What follows must come with a health warning since I’m making these comments based on the presentations I saw, together with the others listed in the conference programme. However, it’s not always easy to tell precisely what the presentation is about based on the title and one-sentence introduction alone. It seemed like there was a weighting towards presentations from the health sector rather than from education or others, but perhaps that’s not surprising given Linköping University’s specialisms. I was also surprised by the rarity of reference to sociomateriality/actor-network theory, given that “The conference welcomes research that applies contemporary practice oriented, sociomaterial theories and innovative research methodologies.” Again, this might simply because of the particular presentations I chose to visit, however, often when sociomaterial issues were broached, it was often no more than a nod towards them, rather than a deep exploration. Perhaps that’s not surprising given that folks only had 20 minutes to make their case, but of course for someone like me, keen to better understand how people adopt sociomaterial approaches, it wasn’t very helpful. Wrong forum to get to grips with that? Or is it that sometimes people decide on a sociomaterial approach, without really ever getting to grips with it? This has certainly been the case in some of the (other) papers I’ve read elsewhere; people say they’re using actor-network theory, mention Latour, and that’s about as far as it goes.
Something I’ve mentioned elsewhere in the blog, but which was also noticeable at ProPEL, was the number of presenters who read verbatim from a script they had pre-prepared. If English isn’t your first language, then I could understand that, but the majority of people who did this (perhaps a quarter of all the presentations I saw), didn’t fall into that category. I’m still not sure why that is. When presenting to academics, I invariably practise my presentation beforehand, repeating it a number of times so that I feel able to talk, hopefully cogently, without notes. If I fluff stuff, well so be it. As an audience member, I’d much rather listen to someone speaking with a more conversational tone than someone speaking a written text which has a completely different flow and rhythm. Maybe it’s confidence, or that presenting a paper is just another form of peer review and there’s the need to ‘get it right’ in order to make a strong case? Maybe it’s the simple matter that folks just don’t have the time to prepare adequately. A shame though.
One area with which I continue to struggle is in approaching people, but at ProPEL I made more of an effort. I stayed to ‘mingle’ on the first evening and managed to chat with a number of people. I mentioned Arda earlier and it was really helpful to speak with someone in a similar position to me who is enthusiastic about what ANT can offer, but who has had to struggle to come to terms with it. At lunch on Wednesday, which was a ‘sit-down’ meal, I happened to find myself sitting next to David Boud, so had a great natter about the trajectory of his career. At the conference dinner, I ended up sitting with Rachel Shanks and Mickey Lowther; our conversation wandered across our academic interests, personal lives and politics – so interesting to get a perspective on what’s happening in South Africa. I really appreciated Terrie Lynn Thompson, an established academic, approaching me the day before our session to chat through areas of overlap, both in presentations and areas of interest. (I was so glad that I preceded her in our session; had I come after her, my modest offering would have struggled to make its mark, given that she covered a phenomenal amount of ground and really struck home some important points regarding the politics surrounding data analystics in an increasingly posthuman environment.)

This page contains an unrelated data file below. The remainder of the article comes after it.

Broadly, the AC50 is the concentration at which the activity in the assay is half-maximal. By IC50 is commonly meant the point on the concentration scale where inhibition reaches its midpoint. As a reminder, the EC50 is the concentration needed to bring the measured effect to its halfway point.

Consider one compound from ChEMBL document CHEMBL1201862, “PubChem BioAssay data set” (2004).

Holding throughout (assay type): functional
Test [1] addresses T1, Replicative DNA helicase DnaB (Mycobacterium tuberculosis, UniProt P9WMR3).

I have to doff my cap to the front-of-house organisers, Johanna Dahlberg and Diana Holmqvist who exuded efficiency, exuberance, good humour and joy
What a fantastic job they did. And they also deserve credit for choosing the food and refreshments provided by the Konsert. The quality was outstanding, whether at breaks (the tidbits were fantastic) or the lunch and evening meals.
I’m not sure how responsible the team were for the weather, but it too was stunning; sunshine from start to finish, with only a couple of hours one afternoon during which a downpour washed the pavements and paths. With that in mind I was shocked and delighted by the quality of the cycling infrastructure in Linköping. It seemed to stretch to all parts of the town and out into the suburbs, providing a safe and pleasant space to get from A to B, or just to enjoy. I was also struck by the consideration that car drivers gave to cyclists and pedestrians. I wouldn’t want to extrapolate from what I observed to Swedes in general, but over the four days I never once saw the kind of aggression and ill-will that I see several times during my commute back home. One of the local folks said that Stockholm was less well-endowed than Linköping, so maybe it is a local thing. I have to say though that the quietness and peace of the city was so welcome. Again that might have been because I saw the better side whilst commuting to the conference or out running, I never came across the areas where life is more a struggle for folks. Despite the rose-tinted view that the weather helped to generate, I’d love to come back to Sweden to do a more extensive cycling trip … if I could only afford it!